> for more information.
    Many thanks! That looks like just what I need.

    Phil Taylor
    Phil Taylor Guest

  3. #3

    Default Re: Change Unix file permissions from a Carbon app?


    Hmm, still having trouble with this.

    man 2 chmod

    tells me that I need the value 700 to set user permissions to rwx,
    and doing that manually in terminal works OK.

    So I try getting the existing permissions using FSGetCatalogInfo,
    with kFSCatInfoPermissions as the FSCatalogInfoBitmap parameter,
    change permissions and use FSSetCatalogInfo to set the new value.

    However, the permissions field of FSCatalogInfo is an array of
    four UINT32s. So which do I change? The online docs say:

    "permissions
    User and group permission information. The Mac OS 8 and 9 File Manager does
    not use or enforce this permission information. It could be used by a file
    server program or other operating system (primarily Mac OS X)."

    Which is not much use to me.

    Experimentally, I find that setting permissions[2] to 0x700, or ORing
    it with 0x700 causes FSSetCatalogInfo to return a -36 OSErr, while
    changing any (or all) of the other three has no effect, leaving the
    file's permissions unchanged.

    Any idea what I'm doing wrong here?

    I'd rather not mess with Mach-O at the moment, since that's a whole
    new world.



    In article <not.here-ya02408000R3007030152040001news.dial.pipex.com>,
    [email]not.heredial.pipex.com[/email] (Phil Taylor) wrote:
    > In article <oster-E9E4D4.17162229072003newssvr23-ext.news.prodigy.com>,
    > David Phillip Oster <osterieee.org> wrote:
    >
    > > In article <not.here-ya02408000R3007030100130001news.dial.pipex.com>,
    > > [email]not.heredial.pipex.com[/email] (Phil Taylor) wrote:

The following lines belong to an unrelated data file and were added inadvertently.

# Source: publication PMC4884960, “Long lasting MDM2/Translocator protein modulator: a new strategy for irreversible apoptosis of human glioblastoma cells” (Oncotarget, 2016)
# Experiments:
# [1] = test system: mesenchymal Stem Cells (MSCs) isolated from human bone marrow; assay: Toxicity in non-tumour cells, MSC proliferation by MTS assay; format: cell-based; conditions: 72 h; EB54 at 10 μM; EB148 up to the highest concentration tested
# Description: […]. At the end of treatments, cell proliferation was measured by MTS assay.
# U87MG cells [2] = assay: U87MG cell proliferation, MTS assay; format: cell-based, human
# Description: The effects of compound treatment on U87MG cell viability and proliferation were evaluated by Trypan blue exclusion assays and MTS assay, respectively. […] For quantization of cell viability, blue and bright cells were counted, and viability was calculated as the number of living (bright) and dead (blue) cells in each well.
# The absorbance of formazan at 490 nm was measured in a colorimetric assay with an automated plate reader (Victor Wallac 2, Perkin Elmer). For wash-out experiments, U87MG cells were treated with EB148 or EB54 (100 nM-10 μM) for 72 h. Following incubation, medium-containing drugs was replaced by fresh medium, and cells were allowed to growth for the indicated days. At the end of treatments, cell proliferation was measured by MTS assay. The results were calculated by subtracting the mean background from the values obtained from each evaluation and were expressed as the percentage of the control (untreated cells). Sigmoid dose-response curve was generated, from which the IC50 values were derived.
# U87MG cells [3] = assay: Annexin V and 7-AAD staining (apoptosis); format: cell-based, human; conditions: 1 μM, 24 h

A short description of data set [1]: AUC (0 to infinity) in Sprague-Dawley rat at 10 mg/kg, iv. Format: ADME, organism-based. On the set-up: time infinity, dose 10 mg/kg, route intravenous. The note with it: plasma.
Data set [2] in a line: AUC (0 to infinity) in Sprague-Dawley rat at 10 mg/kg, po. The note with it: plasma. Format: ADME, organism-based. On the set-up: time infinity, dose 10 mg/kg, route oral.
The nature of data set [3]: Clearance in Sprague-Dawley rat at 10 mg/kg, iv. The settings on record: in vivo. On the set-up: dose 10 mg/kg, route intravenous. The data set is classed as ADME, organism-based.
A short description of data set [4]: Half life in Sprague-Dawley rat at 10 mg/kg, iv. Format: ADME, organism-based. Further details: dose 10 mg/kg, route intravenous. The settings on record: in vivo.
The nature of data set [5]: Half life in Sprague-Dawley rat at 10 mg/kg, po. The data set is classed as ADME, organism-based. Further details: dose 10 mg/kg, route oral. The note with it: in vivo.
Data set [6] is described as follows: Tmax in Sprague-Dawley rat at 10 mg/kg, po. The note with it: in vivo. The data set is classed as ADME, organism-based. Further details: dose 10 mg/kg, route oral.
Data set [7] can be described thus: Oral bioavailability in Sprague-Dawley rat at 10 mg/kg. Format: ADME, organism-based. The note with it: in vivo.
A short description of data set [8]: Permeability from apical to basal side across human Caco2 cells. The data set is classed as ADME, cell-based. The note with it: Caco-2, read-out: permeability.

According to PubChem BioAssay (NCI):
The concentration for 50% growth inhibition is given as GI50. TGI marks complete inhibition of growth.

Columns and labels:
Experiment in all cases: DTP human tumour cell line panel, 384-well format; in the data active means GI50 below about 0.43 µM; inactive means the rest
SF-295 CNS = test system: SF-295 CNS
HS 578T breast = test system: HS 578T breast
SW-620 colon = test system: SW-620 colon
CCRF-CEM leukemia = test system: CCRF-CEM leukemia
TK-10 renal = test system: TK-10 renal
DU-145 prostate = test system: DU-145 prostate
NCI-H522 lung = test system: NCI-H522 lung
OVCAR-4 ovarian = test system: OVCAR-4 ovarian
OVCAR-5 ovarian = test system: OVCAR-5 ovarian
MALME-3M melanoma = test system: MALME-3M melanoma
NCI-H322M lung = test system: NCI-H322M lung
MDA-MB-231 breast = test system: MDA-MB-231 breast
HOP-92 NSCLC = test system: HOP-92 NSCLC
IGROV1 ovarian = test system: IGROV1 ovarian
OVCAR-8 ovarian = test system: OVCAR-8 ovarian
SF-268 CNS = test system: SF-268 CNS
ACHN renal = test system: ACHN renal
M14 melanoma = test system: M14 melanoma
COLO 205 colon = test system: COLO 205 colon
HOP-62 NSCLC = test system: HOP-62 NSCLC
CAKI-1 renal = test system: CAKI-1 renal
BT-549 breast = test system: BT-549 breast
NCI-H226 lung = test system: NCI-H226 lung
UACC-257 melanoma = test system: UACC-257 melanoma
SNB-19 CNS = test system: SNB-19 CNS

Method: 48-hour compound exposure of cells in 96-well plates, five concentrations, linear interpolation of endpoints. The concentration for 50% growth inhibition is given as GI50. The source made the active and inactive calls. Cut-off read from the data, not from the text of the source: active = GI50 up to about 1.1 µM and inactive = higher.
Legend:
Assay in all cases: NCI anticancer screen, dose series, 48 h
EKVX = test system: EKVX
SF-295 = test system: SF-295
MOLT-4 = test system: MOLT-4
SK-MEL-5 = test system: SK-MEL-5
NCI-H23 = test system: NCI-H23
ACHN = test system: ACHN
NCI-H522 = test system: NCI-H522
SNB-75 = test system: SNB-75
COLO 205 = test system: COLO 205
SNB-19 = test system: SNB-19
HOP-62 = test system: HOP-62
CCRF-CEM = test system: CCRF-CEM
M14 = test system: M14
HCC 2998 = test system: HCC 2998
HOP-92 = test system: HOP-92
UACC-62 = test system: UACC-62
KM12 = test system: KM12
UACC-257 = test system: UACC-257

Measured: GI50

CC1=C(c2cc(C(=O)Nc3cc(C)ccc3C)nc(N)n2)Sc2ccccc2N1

> >
    > > > I'm trying to invoke a Unix tool from within my CFM-Carbon app.
    > > > To do this I can create a file containing the command line input,
    > > > save it in the user's home directory and send an Apple event
    > > > to the Finder to launch Terminal with the file as input.
    > > >
    > > > This all works fine provided that the command file is marked
    > > > as executable by the user, but I need to do this programmatically.
    > > > How can I perform the equivalent of chmod from within my app?
    > >
    > > 1.)
    > > Look in <Files.h> at FSSetCatalogInfo(), and struct FSPermissionInfo
    > >
    > >
    > > 2.)
    > > chmod is a system call. You can just call it, but you will need
    > > to dynamicly link to Mach-O from CFM. See:
    > >
    > >
    > > Calling Quartz Functions From a CFM Application
    > >
    > >
    > > <[url]http://developer.apple.com/doentation/GraphicsImaging/Conceptual/Quar[/url]
    > > tzPrimer/qprimer_main/chapter_1_section_6.html#//apple_ref/doc/uid/DontLi
    > > nkBookID_99-DontLinkChapterID_1-TPXREF21>
    > >
    > > for an example of doing this.
    > >
    > > Look in the System framework for chmod().
    > >
    > > From Terminal, do:
    > >
    > > ---------
    > > man 2 chmod
    > > ---------
    > >
    > > for more information.
    >
    > Many thanks! That looks like just what I need.
    Phil Taylor
    Phil Taylor Guest

  4. #4

    Default Re: Change Unix file permissions from a Carbon app?

    Phil Taylor wrote:
    > Hmm, still having trouble with this.
    >
    > man 2 chmod
    >
    > tells me that I need the value 700 to set user permissions to rwx,
    > and doing that manually in terminal works OK.
    >
    [...]
    >
    > Experimentally, I find that setting permissions[2] to 0x700, or ORing
    > it with 0x700 causes FSSetCatalogInfo to return a -36 OSErr, while